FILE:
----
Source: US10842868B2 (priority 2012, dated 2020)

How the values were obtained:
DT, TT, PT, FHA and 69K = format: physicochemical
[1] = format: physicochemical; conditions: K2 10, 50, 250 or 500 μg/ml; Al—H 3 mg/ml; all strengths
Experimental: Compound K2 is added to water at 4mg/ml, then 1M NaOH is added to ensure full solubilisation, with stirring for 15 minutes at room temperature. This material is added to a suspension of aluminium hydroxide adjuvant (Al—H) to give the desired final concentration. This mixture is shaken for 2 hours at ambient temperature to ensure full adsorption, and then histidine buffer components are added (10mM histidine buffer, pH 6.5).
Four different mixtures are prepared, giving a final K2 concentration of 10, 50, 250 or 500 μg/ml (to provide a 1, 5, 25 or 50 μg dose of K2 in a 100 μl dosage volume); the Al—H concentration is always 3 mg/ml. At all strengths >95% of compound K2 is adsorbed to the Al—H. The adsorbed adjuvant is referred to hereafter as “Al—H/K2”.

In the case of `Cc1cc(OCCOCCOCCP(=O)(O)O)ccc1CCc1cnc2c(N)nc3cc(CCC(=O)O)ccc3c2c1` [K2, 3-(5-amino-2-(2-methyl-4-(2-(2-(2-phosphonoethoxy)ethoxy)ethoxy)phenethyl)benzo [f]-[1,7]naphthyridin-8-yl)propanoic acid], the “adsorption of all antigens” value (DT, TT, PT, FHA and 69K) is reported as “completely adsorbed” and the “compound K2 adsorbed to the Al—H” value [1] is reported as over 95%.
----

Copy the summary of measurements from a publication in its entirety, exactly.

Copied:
Source: US10842868B2 (priority 2012, dated 2020)

How the values were obtained:
DT, TT, PT, FHA and 69K = format: physicochemical
[1] = format: physicochemical; conditions: K2 10, 50, 250 or 500 μg/ml; Al—H 3 mg/ml; all strengths
Experimental: Compound K2 is added to water at 4mg/ml, then 1M NaOH is added to ensure full solubilisation, with stirring for 15 minutes at room temperature. This material is added to a suspension of aluminium hydroxide adjuvant (Al—H) to give the desired final concentration. This mixture is shaken for 2 hours at ambient temperature to ensure full adsorption, and then histidine buffer components are added (10mM histidine buffer, pH 6.5).
Four different mixtures are prepared, giving a final K2 concentration of 10, 50, 250 or 500 μg/ml (to provide a 1, 5, 25 or 50 μg dose of K2 in a 100 μl dosage volume); the Al—H concentration is always 3 mg/ml. At all strengths >95% of compound K2 is adsorbed to the Al—H. The adsorbed adjuvant is referred to hereafter as “Al—H/K2”.

In the case of `Cc1cc(OCCOCCOCCP(=O)(O)O)ccc1CCc1cnc2c(N)nc3cc(CCC(=O)O)ccc3c2c1` [K2, 3-(5-amino-2-(2-methyl-4-(2-(2-(2-phosphonoethoxy)ethoxy)ethoxy)phenethyl)benzo [f]-[1,7]naphthyridin-8-yl)propanoic acid], the “adsorption of all antigens” value (DT, TT, PT, FHA and 69K) is reported as “completely adsorbed” and the “compound K2 adsorbed to the Al—H” value [1] is reported as over 95%.